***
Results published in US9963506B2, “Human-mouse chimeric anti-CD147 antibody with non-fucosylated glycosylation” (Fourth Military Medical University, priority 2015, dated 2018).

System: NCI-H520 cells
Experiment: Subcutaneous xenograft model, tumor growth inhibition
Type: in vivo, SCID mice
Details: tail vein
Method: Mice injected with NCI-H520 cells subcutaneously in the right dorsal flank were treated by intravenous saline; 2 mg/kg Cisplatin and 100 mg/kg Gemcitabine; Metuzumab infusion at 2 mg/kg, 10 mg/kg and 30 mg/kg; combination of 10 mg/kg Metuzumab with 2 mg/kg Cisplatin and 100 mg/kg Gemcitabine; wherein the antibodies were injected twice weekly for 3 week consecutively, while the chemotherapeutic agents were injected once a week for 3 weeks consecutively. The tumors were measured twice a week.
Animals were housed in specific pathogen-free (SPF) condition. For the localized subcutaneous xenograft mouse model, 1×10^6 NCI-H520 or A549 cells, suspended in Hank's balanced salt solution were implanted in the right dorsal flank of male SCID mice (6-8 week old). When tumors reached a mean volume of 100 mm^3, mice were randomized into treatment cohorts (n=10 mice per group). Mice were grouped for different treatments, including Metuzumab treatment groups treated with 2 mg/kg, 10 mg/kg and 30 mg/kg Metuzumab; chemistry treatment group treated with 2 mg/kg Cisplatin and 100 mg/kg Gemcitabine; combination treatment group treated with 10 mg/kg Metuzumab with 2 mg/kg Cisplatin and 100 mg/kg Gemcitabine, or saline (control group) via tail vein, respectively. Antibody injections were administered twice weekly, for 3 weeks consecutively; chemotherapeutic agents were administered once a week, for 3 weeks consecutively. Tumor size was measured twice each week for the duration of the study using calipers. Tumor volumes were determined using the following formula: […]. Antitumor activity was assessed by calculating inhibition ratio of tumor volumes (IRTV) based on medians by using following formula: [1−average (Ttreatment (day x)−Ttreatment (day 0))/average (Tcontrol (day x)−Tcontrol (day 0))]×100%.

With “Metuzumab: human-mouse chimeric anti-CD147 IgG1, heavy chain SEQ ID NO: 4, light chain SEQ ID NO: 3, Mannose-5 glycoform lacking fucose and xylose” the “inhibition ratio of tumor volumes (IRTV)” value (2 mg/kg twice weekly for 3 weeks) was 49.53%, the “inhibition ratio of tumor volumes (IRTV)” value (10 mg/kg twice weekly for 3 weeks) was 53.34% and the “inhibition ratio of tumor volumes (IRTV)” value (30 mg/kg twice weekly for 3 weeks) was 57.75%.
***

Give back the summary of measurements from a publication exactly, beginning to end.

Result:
Results published in US9963506B2, “Human-mouse chimeric anti-CD147 antibody with non-fucosylated glycosylation” (Fourth Military Medical University, priority 2015, dated 2018).

System: NCI-H520 cells
Experiment: Subcutaneous xenograft model, tumor growth inhibition
Type: in vivo, SCID mice
Details: tail vein
Method: Mice injected with NCI-H520 cells subcutaneously in the right dorsal flank were treated by intravenous saline; 2 mg/kg Cisplatin and 100 mg/kg Gemcitabine; Metuzumab infusion at 2 mg/kg, 10 mg/kg and 30 mg/kg; combination of 10 mg/kg Metuzumab with 2 mg/kg Cisplatin and 100 mg/kg Gemcitabine; wherein the antibodies were injected twice weekly for 3 week consecutively, while the chemotherapeutic agents were injected once a week for 3 weeks consecutively. The tumors were measured twice a week.
Animals were housed in specific pathogen-free (SPF) condition. For the localized subcutaneous xenograft mouse model, 1×10^6 NCI-H520 or A549 cells, suspended in Hank's balanced salt solution were implanted in the right dorsal flank of male SCID mice (6-8 week old). When tumors reached a mean volume of 100 mm^3, mice were randomized into treatment cohorts (n=10 mice per group). Mice were grouped for different treatments, including Metuzumab treatment groups treated with 2 mg/kg, 10 mg/kg and 30 mg/kg Metuzumab; chemistry treatment group treated with 2 mg/kg Cisplatin and 100 mg/kg Gemcitabine; combination treatment group treated with 10 mg/kg Metuzumab with 2 mg/kg Cisplatin and 100 mg/kg Gemcitabine, or saline (control group) via tail vein, respectively. Antibody injections were administered twice weekly, for 3 weeks consecutively; chemotherapeutic agents were administered once a week, for 3 weeks consecutively. Tumor size was measured twice each week for the duration of the study using calipers. Tumor volumes were determined using the following formula: […]. Antitumor activity was assessed by calculating inhibition ratio of tumor volumes (IRTV) based on medians by using following formula: [1−average (Ttreatment (day x)−Ttreatment (day 0))/average (Tcontrol (day x)−Tcontrol (day 0))]×100%.

With “Metuzumab: human-mouse chimeric anti-CD147 IgG1, heavy chain SEQ ID NO: 4, light chain SEQ ID NO: 3, Mannose-5 glycoform lacking fucose and xylose” the “inhibition ratio of tumor volumes (IRTV)” value (2 mg/kg twice weekly for 3 weeks) was 49.53%, the “inhibition ratio of tumor volumes (IRTV)” value (10 mg/kg twice weekly for 3 weeks) was 53.34% and the “inhibition ratio of tumor volumes (IRTV)” value (30 mg/kg twice weekly for 3 weeks) was 57.75%.